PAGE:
The core mandate of a central bank is to maintain price stability, financial stability and macroeconomic stability. Governors are judged by how well they deliver on this mandate. I will leave it to others to evaluate my performance in this regard.

But leaders are also judged by what they do beyond their core mandate – whether they have instituted lasting improvements in the organisation. During my tenure, I attached great importance to demystifying the RBI. To most people, the RBI is a black box and they don’t realise how RBI policies and actions impact their everyday lives. I took it upon myself to communicate to people in plain non-technical  language what the RBI does and why it matters to them. I also tried to institutionalise the effort by having the entire organisation work towards this goal. I was driven by the view that only when the larger public understands what the RBI does, can they be held to account for results. 

In response to the second part of your question, to say what I’d have done differently is tricky. Because you are asking the question with the benefit of hindsight whereas I was operating in real time within the universe of knowledge at that time. Thinking back, I probably would do many things differently. Most importantly I’d have focussed more on communication. But of course, I am conscious that life seldom offers second chances. 

While speaking about demystifying the RBI, could you share some insights into the collaborative dynamics between the central bank and the government, particularly during times of economic challenges?

Central bank independence rests on an important principle. The core mandate of a central bank, any central bank, as I said earlier, is to maintain price, financial and macroeconomic stability. This requires taking a long-term view of the economy and implementing tough measures in the interest of long-term sustainability even if these measures may cause some pain in the short term. Such a responsibility cannot be given to politicians whose time horizons are dictated by electoral cycles and who are loath to implement unpopular measures. That’s the rationale for an independent central bank free of political compulsions. 

That’s the theory. It doesn’t work that neatly in practice though. Central bankers are unelected and the mechanisms by which they render accountability are weak. Politicians believe that since they have been elected by the people and are accountable to people, they should have a say in central bank decisions. In some sense this tension is hardwired into the government-central bank nexus. How it operates in practice is a function of the economic situation and the chemistry between leaders on both sides.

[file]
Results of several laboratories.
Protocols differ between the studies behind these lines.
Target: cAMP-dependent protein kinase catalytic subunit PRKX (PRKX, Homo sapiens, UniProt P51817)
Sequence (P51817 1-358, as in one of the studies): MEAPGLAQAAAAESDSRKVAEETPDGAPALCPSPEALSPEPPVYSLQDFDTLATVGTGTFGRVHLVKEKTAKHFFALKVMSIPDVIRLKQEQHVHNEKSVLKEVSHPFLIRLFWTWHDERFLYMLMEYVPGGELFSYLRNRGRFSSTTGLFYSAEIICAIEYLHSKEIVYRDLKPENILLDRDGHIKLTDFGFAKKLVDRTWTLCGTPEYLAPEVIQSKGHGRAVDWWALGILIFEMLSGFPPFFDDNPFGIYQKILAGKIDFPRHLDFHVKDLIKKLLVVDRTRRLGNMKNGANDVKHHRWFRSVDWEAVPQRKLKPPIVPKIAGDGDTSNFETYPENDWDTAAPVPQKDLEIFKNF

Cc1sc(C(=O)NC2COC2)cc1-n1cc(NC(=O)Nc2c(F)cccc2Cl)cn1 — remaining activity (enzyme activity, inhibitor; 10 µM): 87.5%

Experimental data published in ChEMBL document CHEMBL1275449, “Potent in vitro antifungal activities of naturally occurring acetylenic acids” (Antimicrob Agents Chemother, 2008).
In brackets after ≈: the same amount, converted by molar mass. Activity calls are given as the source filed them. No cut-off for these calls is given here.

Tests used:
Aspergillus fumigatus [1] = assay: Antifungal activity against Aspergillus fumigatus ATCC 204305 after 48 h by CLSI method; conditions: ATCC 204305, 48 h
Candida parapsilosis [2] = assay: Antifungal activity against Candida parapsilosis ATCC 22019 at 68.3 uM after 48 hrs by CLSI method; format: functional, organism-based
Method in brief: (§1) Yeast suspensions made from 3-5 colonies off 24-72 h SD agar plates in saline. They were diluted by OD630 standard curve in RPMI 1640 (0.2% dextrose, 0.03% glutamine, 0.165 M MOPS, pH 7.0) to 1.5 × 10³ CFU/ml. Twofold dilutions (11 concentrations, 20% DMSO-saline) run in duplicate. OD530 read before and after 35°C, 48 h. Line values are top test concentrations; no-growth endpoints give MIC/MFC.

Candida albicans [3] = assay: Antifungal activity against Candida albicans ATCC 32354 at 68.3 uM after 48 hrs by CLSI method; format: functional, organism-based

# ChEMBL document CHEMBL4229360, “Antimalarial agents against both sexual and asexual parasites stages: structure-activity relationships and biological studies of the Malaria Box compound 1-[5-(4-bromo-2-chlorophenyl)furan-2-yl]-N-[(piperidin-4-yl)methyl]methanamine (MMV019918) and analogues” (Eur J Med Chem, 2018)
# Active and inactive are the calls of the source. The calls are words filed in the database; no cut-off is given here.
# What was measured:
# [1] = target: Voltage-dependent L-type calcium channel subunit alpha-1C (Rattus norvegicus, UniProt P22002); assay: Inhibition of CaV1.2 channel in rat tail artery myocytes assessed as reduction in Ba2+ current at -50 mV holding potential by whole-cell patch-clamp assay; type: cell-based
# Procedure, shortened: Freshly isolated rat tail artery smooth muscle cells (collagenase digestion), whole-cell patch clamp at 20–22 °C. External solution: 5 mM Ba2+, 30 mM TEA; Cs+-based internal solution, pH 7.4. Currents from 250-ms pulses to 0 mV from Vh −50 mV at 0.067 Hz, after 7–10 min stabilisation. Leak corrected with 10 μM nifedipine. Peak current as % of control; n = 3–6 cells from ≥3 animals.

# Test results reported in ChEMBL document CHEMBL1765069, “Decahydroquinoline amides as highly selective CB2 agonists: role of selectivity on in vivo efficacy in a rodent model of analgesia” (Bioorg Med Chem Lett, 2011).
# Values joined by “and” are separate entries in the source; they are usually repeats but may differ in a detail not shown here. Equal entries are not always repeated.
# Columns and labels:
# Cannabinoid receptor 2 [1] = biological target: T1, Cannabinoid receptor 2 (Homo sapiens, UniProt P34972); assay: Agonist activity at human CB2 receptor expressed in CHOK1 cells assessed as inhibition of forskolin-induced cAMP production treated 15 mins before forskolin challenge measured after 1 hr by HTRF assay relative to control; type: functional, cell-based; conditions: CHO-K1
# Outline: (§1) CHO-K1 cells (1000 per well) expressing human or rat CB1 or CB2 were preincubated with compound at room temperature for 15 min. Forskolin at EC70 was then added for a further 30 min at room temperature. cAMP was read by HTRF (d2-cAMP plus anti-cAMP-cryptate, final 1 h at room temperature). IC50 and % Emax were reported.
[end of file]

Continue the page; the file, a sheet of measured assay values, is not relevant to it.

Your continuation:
While in normal times, differences are common, in crisis times when people are anxious and bewildered, it is important for governments and central banks to work in concert, and importantly demonstrate that they are working in concert.

Given your experience, what advice would you offer to aspiring economists, policymakers, and central bankers who aim to contribute to their countries’ economic development and stability?

I’ve already given more advice that I ought to have. Just to reiterate, don’t be under the impression that you can micromanage your careers. Have a broad goal but be flexible. Always try to be future ready which means learning all the time. Keep your ear close to the ground because there is no substitute for grass root knowledge and understanding. And do whatever you have to do with passion and professionalism.

I assume you are returning to an IIT after a long break. How have IITs changed from then to now?

I graduated from IIT fifty years ago. In the course of this half century, the world has changed, India has changed and IITs have changed. Today, IITs have a much bigger brand equity than during my time. The JEE is much more competitive and an IIT education is much more of a prized opportunity. Information and knowledge dissipation are different today from fifty years ago. Everyone today has a smart phone which is at least a thousand times more powerful than the single mainframe computer we had for the entire institute. The challenges you face are different as are your opportunities. But one thing that has not changed in this half century is the value system that an IIT education is based on.  

The interview concluded with a group picture to which he kindly obliged. We finished our tea, exchanged closing remarks and the speaker made his way to explore the rest of the campus.

Edited by Garima Sane

Designed by Yash Suryavanshi

Samyukta Mahesh